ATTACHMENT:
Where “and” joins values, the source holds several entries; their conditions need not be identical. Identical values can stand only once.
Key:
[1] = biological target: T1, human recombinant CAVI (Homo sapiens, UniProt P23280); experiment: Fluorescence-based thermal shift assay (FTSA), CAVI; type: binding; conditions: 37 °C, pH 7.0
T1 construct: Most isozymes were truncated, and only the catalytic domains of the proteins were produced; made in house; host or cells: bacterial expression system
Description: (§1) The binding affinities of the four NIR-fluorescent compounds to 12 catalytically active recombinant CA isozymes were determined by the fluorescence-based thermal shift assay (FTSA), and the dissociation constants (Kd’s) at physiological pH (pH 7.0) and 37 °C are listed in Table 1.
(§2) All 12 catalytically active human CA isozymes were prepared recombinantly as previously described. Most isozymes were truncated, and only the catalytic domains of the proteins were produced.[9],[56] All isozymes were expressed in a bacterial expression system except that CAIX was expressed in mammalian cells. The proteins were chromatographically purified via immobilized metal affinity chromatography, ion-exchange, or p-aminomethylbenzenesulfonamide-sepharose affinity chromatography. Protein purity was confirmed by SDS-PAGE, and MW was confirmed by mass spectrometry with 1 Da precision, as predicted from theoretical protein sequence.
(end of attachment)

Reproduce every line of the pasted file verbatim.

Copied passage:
Where “and” joins values, the source holds several entries; their conditions need not be identical. Identical values can stand only once.
Key:
[1] = biological target: T1, human recombinant CAVI (Homo sapiens, UniProt P23280); experiment: Fluorescence-based thermal shift assay (FTSA), CAVI; type: binding; conditions: 37 °C, pH 7.0
T1 construct: Most isozymes were truncated, and only the catalytic domains of the proteins were produced; made in house; host or cells: bacterial expression system
Description: (§1) The binding affinities of the four NIR-fluorescent compounds to 12 catalytically active recombinant CA isozymes were determined by the fluorescence-based thermal shift assay (FTSA), and the dissociation constants (Kd’s) at physiological pH (pH 7.0) and 37 °C are listed in Table 1.
(§2) All 12 catalytically active human CA isozymes were prepared recombinantly as previously described. Most isozymes were truncated, and only the catalytic domains of the proteins were produced.[9],[56] All isozymes were expressed in a bacterial expression system except that CAIX was expressed in mammalian cells. The proteins were chromatographically purified via immobilized metal affinity chromatography, ion-exchange, or p-aminomethylbenzenesulfonamide-sepharose affinity chromatography. Protein purity was confirmed by SDS-PAGE, and MW was confirmed by mass spectrometry with 1 Da precision, as predicted from theoretical protein sequence.